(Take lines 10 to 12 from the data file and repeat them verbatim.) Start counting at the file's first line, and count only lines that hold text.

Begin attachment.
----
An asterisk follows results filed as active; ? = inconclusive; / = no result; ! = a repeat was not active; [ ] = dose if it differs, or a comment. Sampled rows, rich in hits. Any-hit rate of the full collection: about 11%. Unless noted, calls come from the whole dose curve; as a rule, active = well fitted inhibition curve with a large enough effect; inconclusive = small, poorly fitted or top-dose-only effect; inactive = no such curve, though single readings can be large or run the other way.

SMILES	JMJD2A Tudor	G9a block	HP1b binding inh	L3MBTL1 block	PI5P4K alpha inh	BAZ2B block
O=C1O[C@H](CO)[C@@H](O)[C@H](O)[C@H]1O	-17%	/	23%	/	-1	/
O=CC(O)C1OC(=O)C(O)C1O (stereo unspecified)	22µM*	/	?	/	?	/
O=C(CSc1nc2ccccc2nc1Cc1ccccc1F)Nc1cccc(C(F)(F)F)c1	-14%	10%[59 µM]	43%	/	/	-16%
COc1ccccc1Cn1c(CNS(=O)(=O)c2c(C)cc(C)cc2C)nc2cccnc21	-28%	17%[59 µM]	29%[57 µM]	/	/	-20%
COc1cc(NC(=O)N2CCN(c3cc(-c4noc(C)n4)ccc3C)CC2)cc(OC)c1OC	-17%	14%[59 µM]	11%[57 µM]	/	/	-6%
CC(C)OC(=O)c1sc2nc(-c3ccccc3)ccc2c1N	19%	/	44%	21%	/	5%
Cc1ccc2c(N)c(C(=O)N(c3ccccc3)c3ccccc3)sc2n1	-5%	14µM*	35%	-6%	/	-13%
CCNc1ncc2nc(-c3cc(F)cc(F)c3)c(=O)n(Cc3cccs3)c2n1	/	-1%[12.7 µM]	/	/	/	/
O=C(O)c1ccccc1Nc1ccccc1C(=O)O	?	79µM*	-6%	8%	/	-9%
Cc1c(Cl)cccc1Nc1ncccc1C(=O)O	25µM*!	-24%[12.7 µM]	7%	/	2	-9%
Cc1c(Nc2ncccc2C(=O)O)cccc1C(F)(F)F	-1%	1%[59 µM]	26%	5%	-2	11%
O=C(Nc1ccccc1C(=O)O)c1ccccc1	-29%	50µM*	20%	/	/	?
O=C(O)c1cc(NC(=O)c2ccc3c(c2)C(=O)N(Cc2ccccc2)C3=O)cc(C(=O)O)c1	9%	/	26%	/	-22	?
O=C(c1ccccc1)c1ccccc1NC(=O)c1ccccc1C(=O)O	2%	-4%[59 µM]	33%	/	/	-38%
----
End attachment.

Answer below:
CCNc1ncc2nc(-c3cc(F)cc(F)c3)c(=O)n(Cc3cccs3)c2n1	/	-1%[12.7 µM]	/	/	/	/
O=C(O)c1ccccc1Nc1ccccc1C(=O)O	?	79µM*	-6%	8%	/	-9%
Cc1c(Cl)cccc1Nc1ncccc1C(=O)O	25µM*!	-24%[12.7 µM]	7%	/	2	-9%